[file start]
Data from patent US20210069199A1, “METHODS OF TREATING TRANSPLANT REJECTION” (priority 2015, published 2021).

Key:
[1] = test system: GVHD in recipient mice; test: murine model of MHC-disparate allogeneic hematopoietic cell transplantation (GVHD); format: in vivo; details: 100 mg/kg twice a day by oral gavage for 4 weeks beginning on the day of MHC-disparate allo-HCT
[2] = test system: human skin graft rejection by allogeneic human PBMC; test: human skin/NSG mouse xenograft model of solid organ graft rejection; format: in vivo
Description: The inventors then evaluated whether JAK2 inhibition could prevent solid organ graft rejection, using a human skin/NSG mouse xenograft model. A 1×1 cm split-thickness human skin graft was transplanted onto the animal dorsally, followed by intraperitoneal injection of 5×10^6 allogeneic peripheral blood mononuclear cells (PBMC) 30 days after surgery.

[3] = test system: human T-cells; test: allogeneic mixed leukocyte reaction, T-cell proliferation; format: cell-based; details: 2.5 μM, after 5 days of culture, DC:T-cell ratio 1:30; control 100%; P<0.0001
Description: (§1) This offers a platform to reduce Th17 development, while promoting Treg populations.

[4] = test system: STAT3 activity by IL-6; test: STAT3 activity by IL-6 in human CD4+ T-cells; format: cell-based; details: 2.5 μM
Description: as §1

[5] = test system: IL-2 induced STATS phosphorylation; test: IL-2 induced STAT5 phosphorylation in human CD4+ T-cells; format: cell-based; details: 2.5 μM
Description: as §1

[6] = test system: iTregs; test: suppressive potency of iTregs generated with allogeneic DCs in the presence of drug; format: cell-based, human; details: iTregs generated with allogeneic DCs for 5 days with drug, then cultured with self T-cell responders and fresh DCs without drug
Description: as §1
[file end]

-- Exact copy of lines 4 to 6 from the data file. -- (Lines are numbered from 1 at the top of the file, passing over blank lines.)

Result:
[2] = test system: human skin graft rejection by allogeneic human PBMC; test: human skin/NSG mouse xenograft model of solid organ graft rejection; format: in vivo
Description: The inventors then evaluated whether JAK2 inhibition could prevent solid organ graft rejection, using a human skin/NSG mouse xenograft model. A 1×1 cm split-thickness human skin graft was transplanted onto the animal dorsally, followed by intraperitoneal injection of 5×10^6 allogeneic peripheral blood mononuclear cells (PBMC) 30 days after surgery.

[3] = test system: human T-cells; test: allogeneic mixed leukocyte reaction, T-cell proliferation; format: cell-based; details: 2.5 μM, after 5 days of culture, DC:T-cell ratio 1:30; control 100%; P<0.0001